De Beers kept its prices basically stable as the February sight closed with an estimated value of $650 million.
“De Beers surprised us because everyone thought they would raise prices at the sight,” said an Israel-based rough dealer. “Overall, sightholders were happy and the mood was more positive than at previous sights.”
An India-based sightholder agreed that the rough market is more upbeat following the sight, as premiums were high before the sight and with little room for profit for manufacturers.
Rough trading on the secondary market was strong before the sight, which prompted expectations for a price increase. In addition, ALROSA adjusted prices on different categories with the average price rising 2.5 percent at its February trading session, an ALROSA spokesperson said.
“ALROSA saw positive trends in the rough market during January and February, compared to the last few months on 2013, particularly as there were requests for additional supply of diamonds during the trading sessions,” the spokesperson said. She added that ALROSA’s rough prices have remained flat since November 2013. ALROSA’s next trading session takes place next week on March 11 to 14.
David Johnson, head of midstream communications for De Beers, stressed that De Beers is taking a cautious approach to raising prices to ensure that its prices reflect the true state of the market.
“Polished is moving in the right direction and polished inventory has reduced slightly, whereas rough premiums had run ahead of the market [prior to the February sight],” Johnson said. “We’re taking a steady approach to prices.”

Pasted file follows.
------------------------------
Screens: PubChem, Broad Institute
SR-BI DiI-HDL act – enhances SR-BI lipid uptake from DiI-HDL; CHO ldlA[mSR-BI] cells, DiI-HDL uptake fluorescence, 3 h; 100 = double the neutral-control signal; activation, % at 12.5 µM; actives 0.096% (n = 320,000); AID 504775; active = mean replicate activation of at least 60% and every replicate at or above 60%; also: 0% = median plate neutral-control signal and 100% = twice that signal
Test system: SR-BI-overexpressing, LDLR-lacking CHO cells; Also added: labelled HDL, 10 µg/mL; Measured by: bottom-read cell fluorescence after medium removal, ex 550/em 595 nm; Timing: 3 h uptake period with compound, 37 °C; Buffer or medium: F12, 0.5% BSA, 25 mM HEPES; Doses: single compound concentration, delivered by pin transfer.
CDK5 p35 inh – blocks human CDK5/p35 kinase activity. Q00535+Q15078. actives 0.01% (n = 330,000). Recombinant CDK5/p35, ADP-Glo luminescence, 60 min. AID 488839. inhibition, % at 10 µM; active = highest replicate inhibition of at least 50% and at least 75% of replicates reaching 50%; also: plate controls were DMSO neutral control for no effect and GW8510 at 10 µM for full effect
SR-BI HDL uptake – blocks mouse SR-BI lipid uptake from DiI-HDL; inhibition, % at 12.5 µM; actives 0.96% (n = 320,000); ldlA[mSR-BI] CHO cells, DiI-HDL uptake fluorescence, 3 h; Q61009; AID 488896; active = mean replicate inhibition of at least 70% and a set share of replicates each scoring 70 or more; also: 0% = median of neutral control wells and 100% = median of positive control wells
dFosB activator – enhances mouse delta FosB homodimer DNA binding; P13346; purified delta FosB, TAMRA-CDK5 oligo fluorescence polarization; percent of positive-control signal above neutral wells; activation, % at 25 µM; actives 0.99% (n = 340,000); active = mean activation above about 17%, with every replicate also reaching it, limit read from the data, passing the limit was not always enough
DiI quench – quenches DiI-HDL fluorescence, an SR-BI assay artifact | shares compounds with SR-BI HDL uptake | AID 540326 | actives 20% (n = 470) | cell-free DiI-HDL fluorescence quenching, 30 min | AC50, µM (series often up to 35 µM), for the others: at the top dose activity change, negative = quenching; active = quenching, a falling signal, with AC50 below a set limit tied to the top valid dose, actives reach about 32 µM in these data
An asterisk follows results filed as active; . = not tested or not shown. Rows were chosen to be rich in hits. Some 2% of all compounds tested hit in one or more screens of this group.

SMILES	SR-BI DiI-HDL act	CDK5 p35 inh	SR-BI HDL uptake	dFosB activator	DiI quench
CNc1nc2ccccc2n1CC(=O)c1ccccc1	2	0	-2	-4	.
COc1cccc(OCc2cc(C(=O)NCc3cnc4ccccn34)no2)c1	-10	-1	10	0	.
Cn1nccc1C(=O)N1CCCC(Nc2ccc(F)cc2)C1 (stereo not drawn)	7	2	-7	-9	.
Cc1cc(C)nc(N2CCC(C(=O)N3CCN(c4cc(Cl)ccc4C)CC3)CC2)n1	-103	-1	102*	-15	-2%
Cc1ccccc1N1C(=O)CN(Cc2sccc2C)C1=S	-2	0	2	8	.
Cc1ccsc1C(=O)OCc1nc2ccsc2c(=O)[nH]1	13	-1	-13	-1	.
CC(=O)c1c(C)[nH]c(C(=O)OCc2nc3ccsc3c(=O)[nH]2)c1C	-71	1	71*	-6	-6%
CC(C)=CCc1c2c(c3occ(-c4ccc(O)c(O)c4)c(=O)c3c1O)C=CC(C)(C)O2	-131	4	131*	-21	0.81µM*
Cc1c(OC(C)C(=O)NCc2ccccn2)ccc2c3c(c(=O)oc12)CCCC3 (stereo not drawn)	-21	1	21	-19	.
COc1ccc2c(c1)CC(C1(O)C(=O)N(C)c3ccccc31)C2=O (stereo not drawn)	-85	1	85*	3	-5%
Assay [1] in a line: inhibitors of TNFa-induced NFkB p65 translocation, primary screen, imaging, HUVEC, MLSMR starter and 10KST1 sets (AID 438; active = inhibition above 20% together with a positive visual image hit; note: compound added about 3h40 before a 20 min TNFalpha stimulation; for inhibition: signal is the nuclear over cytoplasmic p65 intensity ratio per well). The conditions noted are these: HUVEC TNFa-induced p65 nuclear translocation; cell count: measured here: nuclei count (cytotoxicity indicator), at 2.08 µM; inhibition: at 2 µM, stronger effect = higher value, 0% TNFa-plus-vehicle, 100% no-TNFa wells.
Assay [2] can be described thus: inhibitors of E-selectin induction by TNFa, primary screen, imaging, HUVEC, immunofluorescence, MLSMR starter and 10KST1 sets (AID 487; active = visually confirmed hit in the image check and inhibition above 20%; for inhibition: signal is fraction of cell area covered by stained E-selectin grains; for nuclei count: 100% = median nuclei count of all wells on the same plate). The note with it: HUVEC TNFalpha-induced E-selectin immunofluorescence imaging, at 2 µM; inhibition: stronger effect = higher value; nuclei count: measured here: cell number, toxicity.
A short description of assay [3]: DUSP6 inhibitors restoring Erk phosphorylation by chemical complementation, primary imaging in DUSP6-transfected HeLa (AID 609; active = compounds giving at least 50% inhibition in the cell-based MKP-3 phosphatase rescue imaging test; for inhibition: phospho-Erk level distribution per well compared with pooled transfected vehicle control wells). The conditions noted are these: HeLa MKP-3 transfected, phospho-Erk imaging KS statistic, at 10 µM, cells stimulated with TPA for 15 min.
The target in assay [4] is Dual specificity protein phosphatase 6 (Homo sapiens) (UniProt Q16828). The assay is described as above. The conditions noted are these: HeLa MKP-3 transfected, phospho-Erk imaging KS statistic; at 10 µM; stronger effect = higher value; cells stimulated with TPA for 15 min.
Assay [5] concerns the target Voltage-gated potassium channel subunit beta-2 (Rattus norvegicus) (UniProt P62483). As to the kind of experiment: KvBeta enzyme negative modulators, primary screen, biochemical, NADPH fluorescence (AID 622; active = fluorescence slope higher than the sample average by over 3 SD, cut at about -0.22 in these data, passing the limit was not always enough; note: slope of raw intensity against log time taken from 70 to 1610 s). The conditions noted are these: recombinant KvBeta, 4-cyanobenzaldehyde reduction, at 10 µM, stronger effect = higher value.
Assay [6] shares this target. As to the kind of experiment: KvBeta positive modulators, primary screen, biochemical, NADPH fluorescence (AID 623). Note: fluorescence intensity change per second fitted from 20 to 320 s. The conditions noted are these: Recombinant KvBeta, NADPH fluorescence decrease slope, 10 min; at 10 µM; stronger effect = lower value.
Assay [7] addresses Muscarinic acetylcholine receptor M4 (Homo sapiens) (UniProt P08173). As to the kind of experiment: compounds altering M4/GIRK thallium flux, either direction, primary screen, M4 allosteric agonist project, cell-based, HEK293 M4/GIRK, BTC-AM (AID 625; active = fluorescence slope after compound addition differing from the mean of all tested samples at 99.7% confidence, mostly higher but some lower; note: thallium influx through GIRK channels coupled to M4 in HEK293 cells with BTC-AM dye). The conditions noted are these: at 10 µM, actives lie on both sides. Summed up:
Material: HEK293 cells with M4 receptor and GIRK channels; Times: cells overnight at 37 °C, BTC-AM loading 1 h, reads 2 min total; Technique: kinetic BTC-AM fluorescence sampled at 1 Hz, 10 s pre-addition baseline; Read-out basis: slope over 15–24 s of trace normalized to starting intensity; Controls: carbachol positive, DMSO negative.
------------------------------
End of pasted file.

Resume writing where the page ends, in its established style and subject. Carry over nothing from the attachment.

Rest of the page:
Polished diamond prices increased in 2014 with the RapNet Diamond Index (RAPI) for 1-carat diamonds rising 1.5 percent during the first two months of the year.
De Beers raised prices by an average 5 percent at its January sight prompted by strong demand as manufacturers increased production after the Diwali break and had reduced their rough purchases toward the end of 2013. Rough demand remained strong despite the price hike although sightholders expressed concern a further increase in February would be unsustainable.
As De Beers prices remained stable in February, an Israel-based rough broker reported that premiums did not increase after the sight and even softened slightly.
Guy Harari, CEO of Bluedax, a rough brokerage, noted that De Beers boxes were trading at low single-digit premiums on average with the strongest boxes yielded premiums of up to 10 percent. He added that there is good demand for rough that yields polished below 1-carat and SI and lower clarity diamonds.
Sightholders are already speculating that De Beers may increase prices in the coming months and have questioned whether there is sufficient liquidity in the market to support an increase, especially after the Hong Kong show, which began on Monday and continues through to March 9.
“There are signs that liquidity is getting tighter in India and the foreign banks are reducing their credit to the industry,” an India-based sightholder said. Rough prices are still high but if the Hong Kong show is positive, I expect De beers will raise prices in March.